Finally, interesting statistics were released early this week showing how many Android users are running Ice Cream Sandwich: just 2.9%. That’s a 2.3% jump, but still speaks to the massive collection of phones that haven’t yet received an Ice Cream Sandwich upgrade or that will never do so. With the release of popular Ice Cream Sandwich handsets like the HTC One X and upgrades for other top phones, expect that number to rise significantly in April, May and June.
After a fairly massive (if brief) launch event in Times Square in NYC, the Windows & Nokia flagship phone, the Lumia 900, has been released in the US. Many pre-ordering customers received their phones a few days earlier than the official Sunday release date, and the reviews have been coming in too.
Overall, they’ve been positive but not overwhelming so. The phone’s hardware, which is essentially the same as the Nokia Lumia 800 (and the Nokia N9 before it), was widely praised. Other good points include the low cost of entry ($99 on contract in the US) and LTE connectivity. Still, Windows Phone has some way to go before it’s really on the level of iOS and Android, both in polish and in number of apps. While the Lumia 900 may be Windows Phone’s best handset yet, it’s still relegated to a third place choice behind its rivals.
Nokia have also been busy on the software front, confirming rumours that a new Nokia collection app was on the way. The new app, called Nokia TV, offers streaming TV service in Nokia’s native country of Finland and will be coming in the next few weeks.
Nokia will be looking for big success with the Lumia 900 in the US, but won't be relying on it entirely. The Finnish firm is also close to bringing its 41 megapixel super-cameraphone to market in the UK and Europe. According to an Italian retailer, the Nokia 808 Pureview will be released in May for a whopping €599 - about £490. That's as much as the HTC One X, so expect to pay top dollar for what is, besides the massive camera, a fairly antiquated Symbian smartphone.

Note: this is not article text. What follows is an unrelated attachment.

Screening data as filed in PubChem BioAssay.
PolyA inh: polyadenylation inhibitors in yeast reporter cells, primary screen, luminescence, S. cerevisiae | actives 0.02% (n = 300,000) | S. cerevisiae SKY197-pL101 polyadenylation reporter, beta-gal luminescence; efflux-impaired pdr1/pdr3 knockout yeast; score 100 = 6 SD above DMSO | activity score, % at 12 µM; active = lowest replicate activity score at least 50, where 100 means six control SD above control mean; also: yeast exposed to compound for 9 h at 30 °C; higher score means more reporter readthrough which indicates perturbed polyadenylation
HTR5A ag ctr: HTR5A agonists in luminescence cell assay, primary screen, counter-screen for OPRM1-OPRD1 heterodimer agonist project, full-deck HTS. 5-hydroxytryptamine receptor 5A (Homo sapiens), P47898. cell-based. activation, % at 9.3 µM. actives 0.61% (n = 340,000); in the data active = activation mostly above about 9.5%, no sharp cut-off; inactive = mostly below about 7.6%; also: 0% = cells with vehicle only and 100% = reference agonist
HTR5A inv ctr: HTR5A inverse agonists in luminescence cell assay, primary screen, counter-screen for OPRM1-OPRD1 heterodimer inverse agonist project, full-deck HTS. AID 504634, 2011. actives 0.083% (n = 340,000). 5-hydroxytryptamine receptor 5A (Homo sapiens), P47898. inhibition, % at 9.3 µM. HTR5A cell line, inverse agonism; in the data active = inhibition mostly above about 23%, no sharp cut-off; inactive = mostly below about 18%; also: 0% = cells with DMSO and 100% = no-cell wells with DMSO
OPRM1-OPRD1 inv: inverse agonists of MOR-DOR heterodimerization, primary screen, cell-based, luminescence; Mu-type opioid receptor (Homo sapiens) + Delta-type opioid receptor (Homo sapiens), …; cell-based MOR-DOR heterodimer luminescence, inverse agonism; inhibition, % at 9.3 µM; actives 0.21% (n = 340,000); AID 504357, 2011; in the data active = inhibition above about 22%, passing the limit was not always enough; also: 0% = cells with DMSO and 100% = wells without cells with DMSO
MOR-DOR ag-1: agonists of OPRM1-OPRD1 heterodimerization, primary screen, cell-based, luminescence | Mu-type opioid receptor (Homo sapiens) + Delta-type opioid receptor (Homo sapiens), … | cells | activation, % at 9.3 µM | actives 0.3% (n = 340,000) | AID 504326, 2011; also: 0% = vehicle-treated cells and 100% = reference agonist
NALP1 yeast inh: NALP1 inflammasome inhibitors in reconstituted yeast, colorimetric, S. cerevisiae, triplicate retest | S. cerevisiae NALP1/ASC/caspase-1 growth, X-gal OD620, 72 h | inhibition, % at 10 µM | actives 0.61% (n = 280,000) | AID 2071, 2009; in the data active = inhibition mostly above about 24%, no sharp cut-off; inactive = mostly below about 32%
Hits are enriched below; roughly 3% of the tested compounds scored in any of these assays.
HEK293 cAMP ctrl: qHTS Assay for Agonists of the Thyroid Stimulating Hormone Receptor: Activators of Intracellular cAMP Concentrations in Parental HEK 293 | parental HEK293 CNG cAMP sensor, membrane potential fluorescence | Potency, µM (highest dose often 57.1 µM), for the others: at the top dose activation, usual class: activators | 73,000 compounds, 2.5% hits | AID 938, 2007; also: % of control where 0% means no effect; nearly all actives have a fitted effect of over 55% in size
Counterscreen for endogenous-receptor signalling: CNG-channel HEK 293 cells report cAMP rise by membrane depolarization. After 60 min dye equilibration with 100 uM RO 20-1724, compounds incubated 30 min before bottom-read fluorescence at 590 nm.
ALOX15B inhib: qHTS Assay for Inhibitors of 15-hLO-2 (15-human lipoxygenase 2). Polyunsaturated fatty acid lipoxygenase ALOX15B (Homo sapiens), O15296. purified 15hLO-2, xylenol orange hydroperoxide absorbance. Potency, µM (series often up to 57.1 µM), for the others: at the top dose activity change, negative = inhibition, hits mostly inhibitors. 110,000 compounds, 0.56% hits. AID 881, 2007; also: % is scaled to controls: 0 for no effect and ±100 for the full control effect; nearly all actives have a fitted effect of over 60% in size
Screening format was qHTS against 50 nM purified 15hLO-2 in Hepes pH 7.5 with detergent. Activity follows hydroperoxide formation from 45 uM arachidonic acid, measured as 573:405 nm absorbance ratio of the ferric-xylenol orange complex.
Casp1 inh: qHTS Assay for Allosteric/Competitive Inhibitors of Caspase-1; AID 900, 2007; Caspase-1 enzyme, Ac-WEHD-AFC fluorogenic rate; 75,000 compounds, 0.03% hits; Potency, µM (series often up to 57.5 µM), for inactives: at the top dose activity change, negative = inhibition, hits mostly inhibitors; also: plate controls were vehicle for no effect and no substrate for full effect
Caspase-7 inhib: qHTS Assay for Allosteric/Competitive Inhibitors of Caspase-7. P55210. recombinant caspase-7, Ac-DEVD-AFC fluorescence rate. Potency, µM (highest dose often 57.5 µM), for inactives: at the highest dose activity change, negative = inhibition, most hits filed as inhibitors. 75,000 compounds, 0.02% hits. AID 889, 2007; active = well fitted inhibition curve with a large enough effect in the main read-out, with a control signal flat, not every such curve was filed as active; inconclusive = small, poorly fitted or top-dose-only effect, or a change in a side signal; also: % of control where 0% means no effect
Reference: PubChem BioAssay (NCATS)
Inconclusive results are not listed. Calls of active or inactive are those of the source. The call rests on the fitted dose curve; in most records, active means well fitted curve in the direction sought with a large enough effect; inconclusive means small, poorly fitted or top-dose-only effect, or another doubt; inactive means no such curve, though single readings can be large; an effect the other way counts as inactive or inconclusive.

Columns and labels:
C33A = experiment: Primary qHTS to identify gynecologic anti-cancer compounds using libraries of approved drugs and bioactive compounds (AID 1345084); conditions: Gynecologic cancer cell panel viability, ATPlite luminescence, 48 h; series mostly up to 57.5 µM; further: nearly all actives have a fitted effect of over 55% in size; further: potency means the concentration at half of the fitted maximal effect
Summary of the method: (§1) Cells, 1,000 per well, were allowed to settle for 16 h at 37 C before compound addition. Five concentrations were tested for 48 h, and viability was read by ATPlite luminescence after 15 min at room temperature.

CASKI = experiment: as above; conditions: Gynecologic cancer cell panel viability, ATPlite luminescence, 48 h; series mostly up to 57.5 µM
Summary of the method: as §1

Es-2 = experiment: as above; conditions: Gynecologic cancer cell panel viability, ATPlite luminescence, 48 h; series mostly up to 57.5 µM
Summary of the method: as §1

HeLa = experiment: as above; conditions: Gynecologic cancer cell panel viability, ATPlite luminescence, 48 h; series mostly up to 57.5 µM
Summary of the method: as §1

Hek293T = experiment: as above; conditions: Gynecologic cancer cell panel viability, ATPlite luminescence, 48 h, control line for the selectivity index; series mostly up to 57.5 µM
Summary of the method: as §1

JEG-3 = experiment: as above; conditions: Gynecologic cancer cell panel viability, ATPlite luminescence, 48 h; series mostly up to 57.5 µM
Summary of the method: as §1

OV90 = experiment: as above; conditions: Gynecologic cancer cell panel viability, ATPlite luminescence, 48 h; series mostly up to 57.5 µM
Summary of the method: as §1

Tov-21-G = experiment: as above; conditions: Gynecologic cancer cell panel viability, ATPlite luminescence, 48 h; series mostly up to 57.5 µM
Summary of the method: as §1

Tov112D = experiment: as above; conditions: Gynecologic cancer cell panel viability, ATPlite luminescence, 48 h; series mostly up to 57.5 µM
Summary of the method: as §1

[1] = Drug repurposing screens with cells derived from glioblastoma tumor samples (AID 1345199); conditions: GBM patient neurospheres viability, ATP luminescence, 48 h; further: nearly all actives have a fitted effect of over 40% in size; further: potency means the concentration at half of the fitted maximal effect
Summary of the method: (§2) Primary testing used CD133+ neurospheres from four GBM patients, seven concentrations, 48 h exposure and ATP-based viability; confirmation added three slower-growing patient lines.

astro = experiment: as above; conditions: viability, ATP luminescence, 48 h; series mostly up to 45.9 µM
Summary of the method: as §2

It’s been a fairly quiet week for Apple, but there is one saucy rumour floating around: According to Daring Fireball’s John Gruber, Apple is currently testing a 7.85” prototype iPad Mini, which runs at the same 1024 x 768 resolution as the original iPad and iPad 2. That would make it about as tall as the iPad is wide whilst in portrait mode.
Steve Jobs was famously dismissive of smaller tablets and called them “dead on arrival” – without his input, could Apple finally be close to releasing such a device? It'll likely be impossible to tell until one is announced, but Android is dominating the mini tablet market at the moment and Apple may be forced to compete at smaller form factors.
And that's it for the headlines this week - apologies for the brief Windows Phone and Apple news, but there just wasn't too much this week! Please feel free to leave your questions or comments in the comments section below, and if you found the post helpful then hit that 'Kudos' button to give me some sweet internet karma.
Thanks for reading, and be sure to check in tomorrow for a new regular feature here on the giffgaff blog!
This article was written by William Judd, a freelance tech journalist and copywriter.